Surrender of the Demoralized English Teacher: Twelve Ways to Make Essay Grading Easier

Jennie Young
Jul 30, 2020 · 2 min read
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  1. Let’s just go ahead and change the saying to “all intensive purposes.”
  2. Give up on the rules of apostrophe usage. As a nation, we just can’t get this right. I don’t know why, but we can’t. Let’s just use context clues from now on. Or, “Lets just use context clue’s from now on.” Either way.
  3. Commas, aargh. From now on we can just do the “put them where you hear a pause” thing. It’s fine.
  4. There’s no reason to capitalize disease names, but if you want to you can. I’m sorry your grandma has Diabetes.
  5. Strike the semicolon entirely. I love it, but at this point it would be less painful to lose it completely than to continue watching it get abused. I can’t take it anymore.
  6. Drawing is now allowed in place of words. In some cases it might be preferable.
  7. “Upmost” can be considered an acceptable variant of “utmost.” Students have a point on this one, actually — upmost makes more semantic sense.
  8. MLA? What’s MLA?
  9. Incorrect use of the reflexive pronoun “myself” can now be overlooked. This is the fault of corporate American cheesy business-speak. “When you’re done reading this list, please return it to Jim or myself.” It still hurt to type that, but okay.
  10. Effect and affect are now interchangeable.
  11. Ditto for to, two, and too.
  12. “In today’s society,” “As humans,” “Nowadays,” and “From the beginning of time” really are all fantastic phrases that are applicable to almost everything. Let’s bring it all together now: “In todays society we are compromised, by a number of social ills such as Illiteracy and Inequity in public education. As humans, we want to fix this, however, its hard nowadays because we live in such a visual culture and theres no way to figure out how to write with the words. From the beginning of time communication, has been an upmost priority and, for all intensive purposes its really apart of larger problems that effect our society.”*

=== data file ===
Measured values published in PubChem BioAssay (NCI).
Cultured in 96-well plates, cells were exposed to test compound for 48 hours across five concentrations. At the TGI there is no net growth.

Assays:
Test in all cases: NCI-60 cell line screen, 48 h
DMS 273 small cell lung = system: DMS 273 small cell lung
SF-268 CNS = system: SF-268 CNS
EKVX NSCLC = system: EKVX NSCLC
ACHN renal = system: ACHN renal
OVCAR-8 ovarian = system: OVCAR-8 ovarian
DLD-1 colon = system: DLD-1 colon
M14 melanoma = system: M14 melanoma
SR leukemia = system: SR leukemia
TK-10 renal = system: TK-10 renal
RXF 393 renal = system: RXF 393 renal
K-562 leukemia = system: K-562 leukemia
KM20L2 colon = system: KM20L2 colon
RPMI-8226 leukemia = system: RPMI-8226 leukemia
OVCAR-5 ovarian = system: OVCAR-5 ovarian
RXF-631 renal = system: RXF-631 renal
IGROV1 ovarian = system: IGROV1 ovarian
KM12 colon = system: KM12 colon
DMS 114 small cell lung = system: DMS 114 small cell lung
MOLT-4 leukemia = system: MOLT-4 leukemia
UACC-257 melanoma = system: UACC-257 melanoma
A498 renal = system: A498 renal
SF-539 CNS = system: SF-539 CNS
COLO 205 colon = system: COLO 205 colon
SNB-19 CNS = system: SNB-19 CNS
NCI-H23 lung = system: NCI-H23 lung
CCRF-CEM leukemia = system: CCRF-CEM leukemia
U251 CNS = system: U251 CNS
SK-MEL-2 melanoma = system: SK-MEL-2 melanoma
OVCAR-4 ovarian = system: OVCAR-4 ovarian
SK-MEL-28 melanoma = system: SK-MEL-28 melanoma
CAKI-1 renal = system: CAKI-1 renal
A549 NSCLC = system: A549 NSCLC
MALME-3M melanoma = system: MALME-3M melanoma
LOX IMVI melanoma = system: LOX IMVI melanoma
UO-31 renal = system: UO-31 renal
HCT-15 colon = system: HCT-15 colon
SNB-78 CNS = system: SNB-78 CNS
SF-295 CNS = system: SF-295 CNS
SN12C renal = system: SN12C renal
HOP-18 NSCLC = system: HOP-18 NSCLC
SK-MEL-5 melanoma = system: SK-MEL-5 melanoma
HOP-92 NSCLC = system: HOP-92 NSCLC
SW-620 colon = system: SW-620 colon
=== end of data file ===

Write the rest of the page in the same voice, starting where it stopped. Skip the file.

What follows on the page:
*This quote was taken from someone, somewhere. If you want more information please e-mail Jim or myself.

Jennie Young

Written by

English professor and humor writer based in Green Bay. McSweeney’s, Points in Case, HuffPost, Slackjaw, Little Old Lady Comedy, Human Parts, others.

The Monocle of Higher Ed

A satirical review of higher education in America.

Jennie Young

Written by

English professor and humor writer based in Green Bay. McSweeney’s, Points in Case, HuffPost, Slackjaw, Little Old Lady Comedy, Human Parts, others.

The Monocle of Higher Ed

A satirical review of higher education in America.

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